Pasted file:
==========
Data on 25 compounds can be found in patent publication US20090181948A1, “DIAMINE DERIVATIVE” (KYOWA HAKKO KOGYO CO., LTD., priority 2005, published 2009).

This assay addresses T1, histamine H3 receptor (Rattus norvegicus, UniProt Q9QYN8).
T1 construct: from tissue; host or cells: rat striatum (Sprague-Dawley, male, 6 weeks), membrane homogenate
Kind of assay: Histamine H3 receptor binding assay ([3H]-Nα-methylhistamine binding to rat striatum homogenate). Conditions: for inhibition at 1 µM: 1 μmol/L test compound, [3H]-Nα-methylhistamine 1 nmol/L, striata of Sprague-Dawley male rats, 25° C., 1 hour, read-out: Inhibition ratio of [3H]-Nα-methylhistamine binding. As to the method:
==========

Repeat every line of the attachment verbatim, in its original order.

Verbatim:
Data on 25 compounds can be found in patent publication US20090181948A1, “DIAMINE DERIVATIVE” (KYOWA HAKKO KOGYO CO., LTD., priority 2005, published 2009).

This assay addresses T1, histamine H3 receptor (Rattus norvegicus, UniProt Q9QYN8).
T1 construct: from tissue; host or cells: rat striatum (Sprague-Dawley, male, 6 weeks), membrane homogenate
Kind of assay: Histamine H3 receptor binding assay ([3H]-Nα-methylhistamine binding to rat striatum homogenate). Conditions: for inhibition at 1 µM: 1 μmol/L test compound, [3H]-Nα-methylhistamine 1 nmol/L, striata of Sprague-Dawley male rats, 25° C., 1 hour, read-out: Inhibition ratio of [3H]-Nα-methylhistamine binding. As to the method: